THE government on Wednesday said that it overshot its spending target in the first nine months of the year on account of higher interest payments, personnel services cost and advances to government-owned and -controlled corporations.
Expenditures in the first three quarters reached P658.3 billion, or P14 billion higher than the programmed P644.3 billion. Spending also grew 9.8 percent over last year’s P599.3 billion.
In the July to September period, the government spent P234.9 billion, representing a 9.6-percent increase over last year.
Interest payments alone ate up P78.02 billion in the third quarter, up 34.4 percent over last year’s P58.06 billion.
Constructive cash inflow from foreign-assisted projects for imported equipment and goods expanded by P3.2 billion owing to faster-than-expected agency use.
The increase in capital spending was also owing to the pilot testing of the new payment scheme for the Department of Public Works and Highways’ (DPWH) projects.
Higher spending on personnel services, meanwhile, was attributed mainly to payment on arrears on the retirement benefits of policemen and soldiers, as well as higher a diems given to election personnel.
Net advances to GOCCs also exceeded the programmed level, with P8.9 billion advances given to major corporations. Some P6.5 billion in advances to the National Power Corp. are expected to be repaid this year.
Revenues, on the other hand, grew 13.1 percent to P516.4 billion, allowing the government to keep the fiscal gap within target.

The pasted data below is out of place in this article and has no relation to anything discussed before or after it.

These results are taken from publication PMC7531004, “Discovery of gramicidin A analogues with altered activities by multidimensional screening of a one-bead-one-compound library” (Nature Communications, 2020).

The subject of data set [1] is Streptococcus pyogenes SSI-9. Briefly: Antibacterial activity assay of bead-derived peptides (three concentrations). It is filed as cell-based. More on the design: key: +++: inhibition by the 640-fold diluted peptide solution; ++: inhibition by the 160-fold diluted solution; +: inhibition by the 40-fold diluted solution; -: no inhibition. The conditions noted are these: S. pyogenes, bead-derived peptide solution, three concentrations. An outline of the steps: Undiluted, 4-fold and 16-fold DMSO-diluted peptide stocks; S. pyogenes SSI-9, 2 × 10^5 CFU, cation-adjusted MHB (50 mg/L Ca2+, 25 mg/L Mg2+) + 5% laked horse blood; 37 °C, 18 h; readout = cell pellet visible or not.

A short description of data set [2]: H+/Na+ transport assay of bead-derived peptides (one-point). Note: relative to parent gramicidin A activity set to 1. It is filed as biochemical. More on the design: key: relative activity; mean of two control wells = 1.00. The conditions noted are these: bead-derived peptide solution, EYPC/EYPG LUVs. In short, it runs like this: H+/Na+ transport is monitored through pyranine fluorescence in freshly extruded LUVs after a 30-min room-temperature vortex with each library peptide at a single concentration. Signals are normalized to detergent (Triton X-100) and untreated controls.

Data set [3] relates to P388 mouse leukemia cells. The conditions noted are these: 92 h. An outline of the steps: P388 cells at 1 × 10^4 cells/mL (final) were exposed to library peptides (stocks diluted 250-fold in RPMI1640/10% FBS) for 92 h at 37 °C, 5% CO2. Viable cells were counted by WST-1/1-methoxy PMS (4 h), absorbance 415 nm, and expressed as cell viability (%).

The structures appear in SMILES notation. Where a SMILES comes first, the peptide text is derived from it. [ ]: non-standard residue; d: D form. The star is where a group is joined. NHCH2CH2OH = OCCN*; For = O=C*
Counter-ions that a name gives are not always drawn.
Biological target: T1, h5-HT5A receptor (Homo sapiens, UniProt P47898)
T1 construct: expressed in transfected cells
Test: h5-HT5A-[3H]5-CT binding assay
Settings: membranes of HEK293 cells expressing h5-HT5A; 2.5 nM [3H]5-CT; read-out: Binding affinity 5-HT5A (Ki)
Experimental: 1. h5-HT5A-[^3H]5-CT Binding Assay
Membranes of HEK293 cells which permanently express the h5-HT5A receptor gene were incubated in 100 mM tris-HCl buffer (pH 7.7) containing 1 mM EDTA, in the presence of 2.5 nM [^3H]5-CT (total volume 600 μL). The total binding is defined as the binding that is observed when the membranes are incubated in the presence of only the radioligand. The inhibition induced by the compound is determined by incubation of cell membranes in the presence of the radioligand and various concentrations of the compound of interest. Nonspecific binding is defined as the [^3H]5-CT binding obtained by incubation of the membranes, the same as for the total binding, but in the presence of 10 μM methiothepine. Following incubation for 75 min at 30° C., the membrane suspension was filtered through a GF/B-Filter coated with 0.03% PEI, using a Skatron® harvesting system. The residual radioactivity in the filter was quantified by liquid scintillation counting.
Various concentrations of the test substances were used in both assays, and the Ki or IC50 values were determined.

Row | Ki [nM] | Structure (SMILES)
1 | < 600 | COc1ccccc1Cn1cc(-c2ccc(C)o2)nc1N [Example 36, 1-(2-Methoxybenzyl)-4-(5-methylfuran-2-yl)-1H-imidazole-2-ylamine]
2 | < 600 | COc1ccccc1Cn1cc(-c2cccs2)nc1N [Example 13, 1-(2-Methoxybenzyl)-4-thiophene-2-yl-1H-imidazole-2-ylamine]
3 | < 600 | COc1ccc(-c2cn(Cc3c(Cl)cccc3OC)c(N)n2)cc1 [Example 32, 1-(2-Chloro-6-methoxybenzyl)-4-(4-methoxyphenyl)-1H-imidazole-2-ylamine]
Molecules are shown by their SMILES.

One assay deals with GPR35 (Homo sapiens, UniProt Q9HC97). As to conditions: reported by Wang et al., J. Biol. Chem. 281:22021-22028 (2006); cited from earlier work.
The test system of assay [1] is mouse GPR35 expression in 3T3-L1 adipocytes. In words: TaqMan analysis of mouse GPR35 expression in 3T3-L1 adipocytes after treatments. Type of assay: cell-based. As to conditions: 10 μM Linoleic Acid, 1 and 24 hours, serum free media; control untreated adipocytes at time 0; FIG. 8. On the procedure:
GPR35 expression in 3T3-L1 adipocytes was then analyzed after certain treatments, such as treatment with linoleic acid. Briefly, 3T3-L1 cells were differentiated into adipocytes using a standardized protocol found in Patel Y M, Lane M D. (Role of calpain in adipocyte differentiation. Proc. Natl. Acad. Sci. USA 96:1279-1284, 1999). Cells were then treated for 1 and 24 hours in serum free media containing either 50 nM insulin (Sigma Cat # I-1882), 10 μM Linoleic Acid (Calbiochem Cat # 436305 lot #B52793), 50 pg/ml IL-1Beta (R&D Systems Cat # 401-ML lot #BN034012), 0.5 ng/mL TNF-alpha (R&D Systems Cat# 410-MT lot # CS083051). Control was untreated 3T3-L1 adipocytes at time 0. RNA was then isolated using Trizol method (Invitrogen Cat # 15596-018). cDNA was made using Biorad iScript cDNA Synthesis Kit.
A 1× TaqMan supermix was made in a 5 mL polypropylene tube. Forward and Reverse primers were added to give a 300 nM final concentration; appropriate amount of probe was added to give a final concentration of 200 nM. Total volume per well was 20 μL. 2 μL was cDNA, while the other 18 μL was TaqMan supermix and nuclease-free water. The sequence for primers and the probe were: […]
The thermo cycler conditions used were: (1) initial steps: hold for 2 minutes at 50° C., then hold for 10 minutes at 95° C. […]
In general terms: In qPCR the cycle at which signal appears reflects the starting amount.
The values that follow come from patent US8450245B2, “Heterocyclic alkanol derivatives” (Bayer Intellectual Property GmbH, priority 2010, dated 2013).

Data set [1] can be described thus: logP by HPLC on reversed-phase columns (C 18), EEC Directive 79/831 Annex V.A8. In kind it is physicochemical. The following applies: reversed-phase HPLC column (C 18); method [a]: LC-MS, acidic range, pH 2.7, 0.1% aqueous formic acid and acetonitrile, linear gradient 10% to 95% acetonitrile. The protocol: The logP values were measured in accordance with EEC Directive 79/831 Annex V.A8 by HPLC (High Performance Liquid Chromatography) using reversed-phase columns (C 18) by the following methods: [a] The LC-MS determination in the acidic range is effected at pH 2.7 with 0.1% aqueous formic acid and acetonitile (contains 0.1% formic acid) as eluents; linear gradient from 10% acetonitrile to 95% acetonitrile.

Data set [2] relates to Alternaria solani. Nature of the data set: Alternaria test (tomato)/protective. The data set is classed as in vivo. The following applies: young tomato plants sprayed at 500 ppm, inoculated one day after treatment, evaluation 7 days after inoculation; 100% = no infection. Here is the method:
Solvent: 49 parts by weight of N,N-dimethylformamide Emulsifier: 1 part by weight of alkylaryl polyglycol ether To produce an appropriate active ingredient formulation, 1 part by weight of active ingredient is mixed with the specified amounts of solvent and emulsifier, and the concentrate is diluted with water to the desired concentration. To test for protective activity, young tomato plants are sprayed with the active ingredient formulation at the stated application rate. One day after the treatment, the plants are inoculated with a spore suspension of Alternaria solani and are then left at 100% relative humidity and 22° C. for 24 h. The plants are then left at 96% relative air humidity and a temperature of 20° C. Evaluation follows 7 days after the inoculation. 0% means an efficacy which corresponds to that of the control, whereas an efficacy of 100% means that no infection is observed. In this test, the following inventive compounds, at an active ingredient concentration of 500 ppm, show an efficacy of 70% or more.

The budget gap in September amounted to P30.98 billion, raising the year-to-date deficit to P141.9 billion, which is P1.4 billion lower than the programmed P143.3 billion.
At a press conference, Finance Secretary Juanita D. Amatong said the full-year deficit target of P197.8 billion is “very much attainable.”
She said the latest figures should send a strong signal to credit rating agencies that the government is observing fiscal discipline.
The Bureau of Internal Revenue, which accounts for about 80 percent of government revenues, collected P114.7 billion in the third quarter, up 12.6 percent compared with the same period last year.
The Bureau of Customs generated P31.5 billion, or 23.5-percent higher compared with last year. Collections in the third quarter exceeded the target by P6.2 billion.
Meanwhile, net financing for the July to September period amounted to P149.6 billion, bringing the net financing in the first nine months of the year to P228.7 billion.
But time may not be on the side of the government if the proposal of the American Chamber of Commerce Inc. (AmCham) is to be followed.
In a statement, the AmCham made it clear that the country’s budget should be balanced in three years and not five.
The AmCham is also in favor of removing the Priority Development Assistance Fund (PDAF) of lawmakers and in phasing out the government’s subsidy of the cash-trapped National Power Corp. and other government-owned and -controlled corporations.
John Forbes, chair of the AmCham legislative committee, also urged the government to set a target of 50 percent lower population growth and “carry out a plan to achieve it.”
One measure, which Forbes is pushing for, is the provision of incentives to poor families who have only two children.
In its Road map II More Foreign Investment,” AmCham said that if the Philippines is serious about its effort to attract more foreign direct investments (FDIs), it needs to implement necessary reforms in other areas of concern.
Poor infrastructure and massive corruption is weighing too heavily against the Philippines’ campaign for more FDIs.
–With Niel V. Mugas
By Armie Margaret Lee